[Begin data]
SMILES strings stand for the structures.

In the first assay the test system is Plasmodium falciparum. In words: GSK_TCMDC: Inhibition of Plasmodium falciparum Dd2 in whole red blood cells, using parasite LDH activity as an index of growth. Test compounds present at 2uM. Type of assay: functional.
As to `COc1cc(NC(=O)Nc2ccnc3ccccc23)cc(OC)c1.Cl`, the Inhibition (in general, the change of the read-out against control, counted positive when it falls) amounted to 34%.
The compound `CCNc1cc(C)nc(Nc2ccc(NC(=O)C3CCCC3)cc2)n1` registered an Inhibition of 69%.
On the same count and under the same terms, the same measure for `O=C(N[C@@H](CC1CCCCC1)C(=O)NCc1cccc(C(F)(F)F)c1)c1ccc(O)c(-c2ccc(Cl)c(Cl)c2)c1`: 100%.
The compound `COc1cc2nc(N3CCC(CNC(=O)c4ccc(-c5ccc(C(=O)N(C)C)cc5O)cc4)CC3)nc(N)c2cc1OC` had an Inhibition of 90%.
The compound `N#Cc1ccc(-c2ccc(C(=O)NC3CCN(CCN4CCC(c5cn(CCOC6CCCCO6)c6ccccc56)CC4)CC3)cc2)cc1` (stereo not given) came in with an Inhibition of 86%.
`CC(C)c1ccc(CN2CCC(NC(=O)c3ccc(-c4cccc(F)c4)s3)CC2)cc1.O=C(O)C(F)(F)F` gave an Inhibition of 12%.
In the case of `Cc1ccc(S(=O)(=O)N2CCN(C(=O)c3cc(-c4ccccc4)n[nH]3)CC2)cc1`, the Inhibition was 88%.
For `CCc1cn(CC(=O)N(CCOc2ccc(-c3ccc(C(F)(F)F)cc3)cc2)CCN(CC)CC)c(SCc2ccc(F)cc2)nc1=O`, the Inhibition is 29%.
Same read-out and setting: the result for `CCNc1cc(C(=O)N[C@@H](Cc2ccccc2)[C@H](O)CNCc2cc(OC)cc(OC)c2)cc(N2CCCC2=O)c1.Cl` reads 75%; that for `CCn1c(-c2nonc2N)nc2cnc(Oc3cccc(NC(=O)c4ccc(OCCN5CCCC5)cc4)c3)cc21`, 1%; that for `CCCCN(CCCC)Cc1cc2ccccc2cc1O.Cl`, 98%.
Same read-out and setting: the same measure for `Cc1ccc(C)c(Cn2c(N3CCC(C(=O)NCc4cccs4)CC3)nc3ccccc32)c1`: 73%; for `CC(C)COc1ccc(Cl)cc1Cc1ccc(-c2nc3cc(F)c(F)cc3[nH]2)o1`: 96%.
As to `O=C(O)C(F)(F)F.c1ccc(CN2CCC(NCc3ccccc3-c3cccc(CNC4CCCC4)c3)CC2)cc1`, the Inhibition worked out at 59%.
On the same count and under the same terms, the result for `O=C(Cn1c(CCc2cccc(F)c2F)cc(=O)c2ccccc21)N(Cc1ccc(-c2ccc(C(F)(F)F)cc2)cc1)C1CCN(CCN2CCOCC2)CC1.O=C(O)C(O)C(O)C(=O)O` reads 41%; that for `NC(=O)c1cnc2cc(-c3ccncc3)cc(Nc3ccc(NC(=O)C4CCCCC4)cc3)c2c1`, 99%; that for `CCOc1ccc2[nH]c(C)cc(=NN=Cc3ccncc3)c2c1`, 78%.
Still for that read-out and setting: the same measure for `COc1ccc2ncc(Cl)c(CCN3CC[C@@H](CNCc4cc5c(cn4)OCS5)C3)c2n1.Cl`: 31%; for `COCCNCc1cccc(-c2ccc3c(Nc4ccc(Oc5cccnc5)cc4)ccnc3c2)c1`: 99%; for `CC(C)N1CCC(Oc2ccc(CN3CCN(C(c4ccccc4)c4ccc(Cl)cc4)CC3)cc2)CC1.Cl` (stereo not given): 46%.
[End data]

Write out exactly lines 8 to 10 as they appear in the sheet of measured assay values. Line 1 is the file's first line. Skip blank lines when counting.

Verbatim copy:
`CC(C)c1ccc(CN2CCC(NC(=O)c3ccc(-c4cccc(F)c4)s3)CC2)cc1.O=C(O)C(F)(F)F` gave an Inhibition of 12%.
In the case of `Cc1ccc(S(=O)(=O)N2CCN(C(=O)c3cc(-c4ccccc4)n[nH]3)CC2)cc1`, the Inhibition was 88%.
For `CCc1cn(CC(=O)N(CCOc2ccc(-c3ccc(C(F)(F)F)cc3)cc2)CCN(CC)CC)c(SCc2ccc(F)cc2)nc1=O`, the Inhibition is 29%.